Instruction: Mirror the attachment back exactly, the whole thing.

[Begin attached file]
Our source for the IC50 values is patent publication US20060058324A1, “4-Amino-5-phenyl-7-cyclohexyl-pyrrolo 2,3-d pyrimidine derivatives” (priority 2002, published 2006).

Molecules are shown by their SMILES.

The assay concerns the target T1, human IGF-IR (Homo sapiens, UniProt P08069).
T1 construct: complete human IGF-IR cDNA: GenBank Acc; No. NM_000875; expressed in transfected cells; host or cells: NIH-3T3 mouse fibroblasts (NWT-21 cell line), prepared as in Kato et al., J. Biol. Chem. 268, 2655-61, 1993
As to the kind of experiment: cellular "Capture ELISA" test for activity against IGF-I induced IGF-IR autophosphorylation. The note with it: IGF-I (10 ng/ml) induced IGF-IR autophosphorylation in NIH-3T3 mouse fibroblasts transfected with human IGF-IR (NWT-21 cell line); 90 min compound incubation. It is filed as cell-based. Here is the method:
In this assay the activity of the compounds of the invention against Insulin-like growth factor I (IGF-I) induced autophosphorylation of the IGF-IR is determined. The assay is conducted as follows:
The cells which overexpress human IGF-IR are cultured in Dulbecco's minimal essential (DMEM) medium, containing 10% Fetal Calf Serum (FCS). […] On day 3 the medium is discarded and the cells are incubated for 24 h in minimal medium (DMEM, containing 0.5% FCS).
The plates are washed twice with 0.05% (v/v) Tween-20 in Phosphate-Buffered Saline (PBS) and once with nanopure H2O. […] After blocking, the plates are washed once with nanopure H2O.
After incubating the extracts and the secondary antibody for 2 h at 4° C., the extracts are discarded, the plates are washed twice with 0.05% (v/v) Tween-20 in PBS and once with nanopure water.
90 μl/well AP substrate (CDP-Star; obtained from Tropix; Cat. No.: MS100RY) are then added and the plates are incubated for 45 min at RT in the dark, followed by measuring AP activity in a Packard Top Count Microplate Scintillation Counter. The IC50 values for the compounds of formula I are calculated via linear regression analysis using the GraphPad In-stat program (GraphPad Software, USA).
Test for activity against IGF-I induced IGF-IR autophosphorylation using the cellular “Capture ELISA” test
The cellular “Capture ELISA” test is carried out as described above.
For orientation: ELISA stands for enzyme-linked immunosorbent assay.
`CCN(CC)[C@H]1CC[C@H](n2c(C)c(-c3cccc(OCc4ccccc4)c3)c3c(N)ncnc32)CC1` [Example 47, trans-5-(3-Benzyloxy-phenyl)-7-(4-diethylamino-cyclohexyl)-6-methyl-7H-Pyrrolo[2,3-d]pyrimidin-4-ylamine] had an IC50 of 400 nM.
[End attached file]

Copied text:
Our source for the IC50 values is patent publication US20060058324A1, “4-Amino-5-phenyl-7-cyclohexyl-pyrrolo 2,3-d pyrimidine derivatives” (priority 2002, published 2006).

Molecules are shown by their SMILES.

The assay concerns the target T1, human IGF-IR (Homo sapiens, UniProt P08069).
T1 construct: complete human IGF-IR cDNA: GenBank Acc; No. NM_000875; expressed in transfected cells; host or cells: NIH-3T3 mouse fibroblasts (NWT-21 cell line), prepared as in Kato et al., J. Biol. Chem. 268, 2655-61, 1993
As to the kind of experiment: cellular "Capture ELISA" test for activity against IGF-I induced IGF-IR autophosphorylation. The note with it: IGF-I (10 ng/ml) induced IGF-IR autophosphorylation in NIH-3T3 mouse fibroblasts transfected with human IGF-IR (NWT-21 cell line); 90 min compound incubation. It is filed as cell-based. Here is the method:
In this assay the activity of the compounds of the invention against Insulin-like growth factor I (IGF-I) induced autophosphorylation of the IGF-IR is determined. The assay is conducted as follows:
The cells which overexpress human IGF-IR are cultured in Dulbecco's minimal essential (DMEM) medium, containing 10% Fetal Calf Serum (FCS). […] On day 3 the medium is discarded and the cells are incubated for 24 h in minimal medium (DMEM, containing 0.5% FCS).
The plates are washed twice with 0.05% (v/v) Tween-20 in Phosphate-Buffered Saline (PBS) and once with nanopure H2O. […] After blocking, the plates are washed once with nanopure H2O.
After incubating the extracts and the secondary antibody for 2 h at 4° C., the extracts are discarded, the plates are washed twice with 0.05% (v/v) Tween-20 in PBS and once with nanopure water.
90 μl/well AP substrate (CDP-Star; obtained from Tropix; Cat. No.: MS100RY) are then added and the plates are incubated for 45 min at RT in the dark, followed by measuring AP activity in a Packard Top Count Microplate Scintillation Counter. The IC50 values for the compounds of formula I are calculated via linear regression analysis using the GraphPad In-stat program (GraphPad Software, USA).
Test for activity against IGF-I induced IGF-IR autophosphorylation using the cellular “Capture ELISA” test
The cellular “Capture ELISA” test is carried out as described above.
For orientation: ELISA stands for enzyme-linked immunosorbent assay.
`CCN(CC)[C@H]1CC[C@H](n2c(C)c(-c3cccc(OCc4ccccc4)c3)c3c(N)ncnc32)CC1` [Example 47, trans-5-(3-Benzyloxy-phenyl)-7-(4-diethylamino-cyclohexyl)-6-methyl-7H-Pyrrolo[2,3-d]pyrimidin-4-ylamine] had an IC50 of 400 nM.